Congratulations to Catahoula’s own Howard and Christopher Theriot, winners of the father/son look-alike contest. Mais sa c’est something!
Mais chers, are you all paying attention to the blooming crape myrtles and all of these different colors? Beautiful! Azaleas are pretty but when the rains come, they break away. The crape myrtles are taller and fly easily in the breeze and do last longer. The drought did not prevent their blooms.
Father Chanh reminds us of the upcoming Atchafalaya Basin Festival Saturday, Sept. 6, at the Henry Guidry Memorial Park in Henderson. It is an all-day event offering old-fashioned fun for the entire family.
Again this year, Jackie Edgar Ford has generously donated a 2008 Ford 150 pickup truck that is being raffled for $5 per chance. You can buy your tickets now and up to the day of the festival by calling Gary Simon at 228-2352. The winner’s name will be announced the day of the festival and proceeds will go to Our Lady of Mercy Church in Henderson.
I was fueling up along side Jerry “Doggay” Bernard at Hebert’s last week and he kiddingly asked me if I was going pick cotton because I was wearing a straw hat. I told him my cotton-picking days were over a long time ago. He started telling about their house with the holes in the walls, floors and alongside the windows, and the farm owner collected a third of what little money their crops brought in every year. It reminded me of the way that life was for many of us. He said his cotton-picking days ended when he was able to make his getaway from there and go in the oil field when he was about 14.
I take advantage of Hebert’s two free hotdogs offer for a 10-gallon purchase and I pass those to my grandkids.
I guess the snakes will once again be looking for higher ground when the flood waters will again flow down the mighty Mississippi and into the Atchafalaya Basin from the Midwest floods. Man can spend billions to build levees and dams and channels, redirect waterways, move the earth with mighty machinery, but Mother Nature prevails. She proves she is more powerful and eventually she can reconstruct or revise her lands and rivers to the old ones or make new ones. We must live with nature, not it with us.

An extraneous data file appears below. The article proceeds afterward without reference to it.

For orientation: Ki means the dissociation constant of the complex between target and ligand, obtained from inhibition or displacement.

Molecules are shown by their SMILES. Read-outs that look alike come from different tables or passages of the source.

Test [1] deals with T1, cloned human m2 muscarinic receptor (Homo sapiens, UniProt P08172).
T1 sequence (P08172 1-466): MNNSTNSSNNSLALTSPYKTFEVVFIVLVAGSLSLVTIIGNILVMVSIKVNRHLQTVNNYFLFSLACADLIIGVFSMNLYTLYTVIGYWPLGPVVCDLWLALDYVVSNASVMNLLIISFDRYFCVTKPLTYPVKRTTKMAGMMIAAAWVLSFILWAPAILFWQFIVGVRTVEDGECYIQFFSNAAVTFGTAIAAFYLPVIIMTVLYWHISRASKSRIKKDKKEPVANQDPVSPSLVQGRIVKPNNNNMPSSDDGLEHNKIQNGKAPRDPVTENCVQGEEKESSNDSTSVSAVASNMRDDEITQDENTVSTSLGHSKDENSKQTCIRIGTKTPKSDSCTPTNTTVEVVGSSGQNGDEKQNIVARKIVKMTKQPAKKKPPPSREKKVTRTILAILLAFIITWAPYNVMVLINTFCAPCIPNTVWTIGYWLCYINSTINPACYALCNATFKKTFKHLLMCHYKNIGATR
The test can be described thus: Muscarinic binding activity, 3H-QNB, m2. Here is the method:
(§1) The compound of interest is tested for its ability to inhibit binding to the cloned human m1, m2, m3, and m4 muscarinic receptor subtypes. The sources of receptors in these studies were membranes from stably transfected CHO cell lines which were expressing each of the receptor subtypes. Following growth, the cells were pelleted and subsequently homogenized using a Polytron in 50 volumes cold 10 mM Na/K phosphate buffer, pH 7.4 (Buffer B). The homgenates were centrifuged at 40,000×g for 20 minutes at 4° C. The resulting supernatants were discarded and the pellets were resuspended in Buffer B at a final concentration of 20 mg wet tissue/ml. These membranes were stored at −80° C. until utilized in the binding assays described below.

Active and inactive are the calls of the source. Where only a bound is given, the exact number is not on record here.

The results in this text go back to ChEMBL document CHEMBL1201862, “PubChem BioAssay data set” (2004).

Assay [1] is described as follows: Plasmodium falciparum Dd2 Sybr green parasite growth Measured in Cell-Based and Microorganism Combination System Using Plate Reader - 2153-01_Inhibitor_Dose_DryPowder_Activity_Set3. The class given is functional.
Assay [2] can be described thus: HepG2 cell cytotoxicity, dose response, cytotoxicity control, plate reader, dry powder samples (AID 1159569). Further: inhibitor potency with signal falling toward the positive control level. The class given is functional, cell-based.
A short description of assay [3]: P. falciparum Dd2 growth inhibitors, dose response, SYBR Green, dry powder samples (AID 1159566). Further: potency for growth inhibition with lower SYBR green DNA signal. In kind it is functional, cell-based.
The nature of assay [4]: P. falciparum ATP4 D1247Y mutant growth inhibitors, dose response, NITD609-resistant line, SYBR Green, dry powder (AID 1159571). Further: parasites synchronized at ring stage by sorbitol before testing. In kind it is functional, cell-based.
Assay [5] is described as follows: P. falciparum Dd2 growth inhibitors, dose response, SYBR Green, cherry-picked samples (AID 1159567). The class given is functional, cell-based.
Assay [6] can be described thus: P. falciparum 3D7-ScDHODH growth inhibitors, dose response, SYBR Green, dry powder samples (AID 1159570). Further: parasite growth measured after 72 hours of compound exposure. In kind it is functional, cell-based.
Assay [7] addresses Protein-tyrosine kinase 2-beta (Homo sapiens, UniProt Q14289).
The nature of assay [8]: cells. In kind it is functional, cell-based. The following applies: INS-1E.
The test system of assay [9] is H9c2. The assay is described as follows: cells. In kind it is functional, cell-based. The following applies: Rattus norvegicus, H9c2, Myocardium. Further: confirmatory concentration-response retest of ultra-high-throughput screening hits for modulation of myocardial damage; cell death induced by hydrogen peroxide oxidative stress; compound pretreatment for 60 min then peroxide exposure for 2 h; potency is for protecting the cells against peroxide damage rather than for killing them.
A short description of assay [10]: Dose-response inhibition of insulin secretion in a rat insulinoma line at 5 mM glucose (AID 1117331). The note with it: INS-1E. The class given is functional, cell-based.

Sad as life is sometimes, there is always a silver lining. A couple of weeks ago I met Penny Savoy at Breaux Bridge Elementary where she picks up her grandson and I my granddaughter who are going to summer school to make up for a LEAP test. We had backed up our vehicles across the street from the school and I saw her reading The Teche News. I hollered to her from my van asking if she’d read my column yet, and she sadly replied no she was instead reading about her beautiful 38-year-old daughter Missie’s first year death anniversary. That reminder was painful and sad for this mother. She said that she and her husband, Wayne, who is retired from 20 years with the National Guard, are raising her two grandchildren Austin and Melissa. They are parents once more.
Here’s another review from a reader of “Poor Man’s Provence.” Blair Douglas from Scotland wrote: “I was going to try and e-mail Rheta and congratulate her on her book. It’s really good to read the ‘real’ story about true Cajuns rather than the usual tourist garbage!”
Thank you Blair! I am reading her book for the second time and enjoying it better. Rheta wrote a nine-page chapter about me. Call me, 228-1714, for info about the book purchase.
All of those who planted gardens this year plus friends and relatives are reaping the fruits of their labor about this time. Sis Albert shared her home-grown corn and potatoes with me. C’est bon chere.
Meet me at Petit Paris au Français avec un conte.
Amitié a tout,
Contact Helen Boudreaux, the Teche News’ Butte La Rose area correspondent, at firstname.lastname@example.org.